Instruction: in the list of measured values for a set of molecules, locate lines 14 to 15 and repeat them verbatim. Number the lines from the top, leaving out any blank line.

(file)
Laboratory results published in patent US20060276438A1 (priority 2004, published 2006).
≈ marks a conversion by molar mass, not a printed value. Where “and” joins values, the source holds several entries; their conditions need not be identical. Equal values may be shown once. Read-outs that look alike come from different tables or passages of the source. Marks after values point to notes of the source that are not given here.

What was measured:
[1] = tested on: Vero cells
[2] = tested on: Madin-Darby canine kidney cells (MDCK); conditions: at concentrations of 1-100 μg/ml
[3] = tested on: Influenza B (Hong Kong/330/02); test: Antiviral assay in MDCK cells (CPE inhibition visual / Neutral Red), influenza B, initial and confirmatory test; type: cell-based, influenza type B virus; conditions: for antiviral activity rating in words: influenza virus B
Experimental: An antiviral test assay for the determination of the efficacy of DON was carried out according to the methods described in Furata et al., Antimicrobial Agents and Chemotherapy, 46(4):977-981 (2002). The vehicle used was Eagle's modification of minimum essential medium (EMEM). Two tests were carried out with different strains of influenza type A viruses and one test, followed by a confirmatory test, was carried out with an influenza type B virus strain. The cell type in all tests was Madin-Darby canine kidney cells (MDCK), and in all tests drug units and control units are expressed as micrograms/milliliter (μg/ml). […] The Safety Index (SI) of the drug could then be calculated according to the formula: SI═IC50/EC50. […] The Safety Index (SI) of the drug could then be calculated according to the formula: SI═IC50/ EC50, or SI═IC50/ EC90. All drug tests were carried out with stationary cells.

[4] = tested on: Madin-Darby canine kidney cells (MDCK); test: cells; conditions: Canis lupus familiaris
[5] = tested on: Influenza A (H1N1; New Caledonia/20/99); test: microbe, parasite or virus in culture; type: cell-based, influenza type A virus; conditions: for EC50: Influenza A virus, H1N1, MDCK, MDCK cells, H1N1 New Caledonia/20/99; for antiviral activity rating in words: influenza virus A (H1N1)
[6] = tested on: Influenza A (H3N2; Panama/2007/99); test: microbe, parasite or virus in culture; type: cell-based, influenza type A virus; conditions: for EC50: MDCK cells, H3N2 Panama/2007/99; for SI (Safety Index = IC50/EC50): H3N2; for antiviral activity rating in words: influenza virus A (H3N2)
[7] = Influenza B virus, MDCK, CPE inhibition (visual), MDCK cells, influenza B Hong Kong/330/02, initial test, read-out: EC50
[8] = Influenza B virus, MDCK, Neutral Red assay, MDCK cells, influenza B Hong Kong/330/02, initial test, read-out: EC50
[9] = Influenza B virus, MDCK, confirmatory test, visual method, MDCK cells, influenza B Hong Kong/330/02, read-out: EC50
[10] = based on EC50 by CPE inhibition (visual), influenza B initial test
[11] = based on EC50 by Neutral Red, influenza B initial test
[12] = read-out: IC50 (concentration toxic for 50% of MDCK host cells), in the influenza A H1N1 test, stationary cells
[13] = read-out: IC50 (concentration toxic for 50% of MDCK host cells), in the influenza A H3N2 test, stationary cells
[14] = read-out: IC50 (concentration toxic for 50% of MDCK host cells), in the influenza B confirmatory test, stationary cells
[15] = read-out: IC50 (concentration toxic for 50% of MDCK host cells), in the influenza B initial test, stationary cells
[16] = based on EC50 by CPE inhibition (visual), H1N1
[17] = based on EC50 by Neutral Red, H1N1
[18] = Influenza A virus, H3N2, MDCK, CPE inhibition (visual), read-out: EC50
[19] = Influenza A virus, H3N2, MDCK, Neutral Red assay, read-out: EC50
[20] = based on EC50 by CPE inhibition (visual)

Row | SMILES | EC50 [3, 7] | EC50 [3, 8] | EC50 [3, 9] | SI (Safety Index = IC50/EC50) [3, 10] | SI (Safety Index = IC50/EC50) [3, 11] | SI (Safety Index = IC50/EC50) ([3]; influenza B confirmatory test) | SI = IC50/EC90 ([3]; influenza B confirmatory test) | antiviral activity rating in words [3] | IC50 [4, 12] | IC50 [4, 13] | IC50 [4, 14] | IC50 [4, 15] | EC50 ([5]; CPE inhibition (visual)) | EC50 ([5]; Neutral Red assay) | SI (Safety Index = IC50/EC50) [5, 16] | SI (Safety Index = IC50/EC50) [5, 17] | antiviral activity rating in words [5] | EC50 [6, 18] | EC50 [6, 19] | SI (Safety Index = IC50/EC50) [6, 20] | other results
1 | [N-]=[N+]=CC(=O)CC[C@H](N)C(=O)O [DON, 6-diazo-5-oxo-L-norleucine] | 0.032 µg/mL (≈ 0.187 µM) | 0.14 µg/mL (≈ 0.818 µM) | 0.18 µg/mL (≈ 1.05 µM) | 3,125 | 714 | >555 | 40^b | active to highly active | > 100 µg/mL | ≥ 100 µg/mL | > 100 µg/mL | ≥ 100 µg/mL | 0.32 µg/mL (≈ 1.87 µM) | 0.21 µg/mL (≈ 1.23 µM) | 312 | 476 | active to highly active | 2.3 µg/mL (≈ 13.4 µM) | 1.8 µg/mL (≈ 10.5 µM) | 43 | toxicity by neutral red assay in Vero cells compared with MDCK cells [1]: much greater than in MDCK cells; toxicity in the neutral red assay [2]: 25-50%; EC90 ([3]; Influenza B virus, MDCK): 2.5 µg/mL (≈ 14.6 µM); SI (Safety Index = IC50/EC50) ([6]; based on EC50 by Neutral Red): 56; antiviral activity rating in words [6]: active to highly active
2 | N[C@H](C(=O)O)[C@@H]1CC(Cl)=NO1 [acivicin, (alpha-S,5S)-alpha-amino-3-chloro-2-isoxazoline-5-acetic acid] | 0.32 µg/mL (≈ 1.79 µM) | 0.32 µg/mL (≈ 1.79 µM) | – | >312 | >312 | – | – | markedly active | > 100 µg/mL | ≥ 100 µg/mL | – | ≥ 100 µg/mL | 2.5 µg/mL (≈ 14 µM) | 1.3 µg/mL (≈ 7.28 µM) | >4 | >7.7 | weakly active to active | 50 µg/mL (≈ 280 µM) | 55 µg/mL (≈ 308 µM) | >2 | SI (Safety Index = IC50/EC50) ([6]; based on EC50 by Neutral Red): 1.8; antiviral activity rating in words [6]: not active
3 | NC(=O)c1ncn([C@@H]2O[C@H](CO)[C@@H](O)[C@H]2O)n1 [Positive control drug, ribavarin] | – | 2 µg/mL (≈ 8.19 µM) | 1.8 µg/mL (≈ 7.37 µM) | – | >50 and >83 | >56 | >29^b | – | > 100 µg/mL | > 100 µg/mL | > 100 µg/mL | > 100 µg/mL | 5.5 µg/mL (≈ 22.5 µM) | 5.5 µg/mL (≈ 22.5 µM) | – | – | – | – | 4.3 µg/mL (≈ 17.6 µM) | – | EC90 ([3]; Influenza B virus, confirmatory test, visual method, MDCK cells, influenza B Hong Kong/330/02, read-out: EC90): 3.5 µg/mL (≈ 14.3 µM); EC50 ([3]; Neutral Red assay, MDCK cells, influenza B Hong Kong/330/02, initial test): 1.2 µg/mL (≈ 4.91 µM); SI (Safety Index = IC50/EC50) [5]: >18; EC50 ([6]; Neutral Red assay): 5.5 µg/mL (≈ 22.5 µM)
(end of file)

[10] = based on EC50 by CPE inhibition (visual), influenza B initial test
[11] = based on EC50 by Neutral Red, influenza B initial test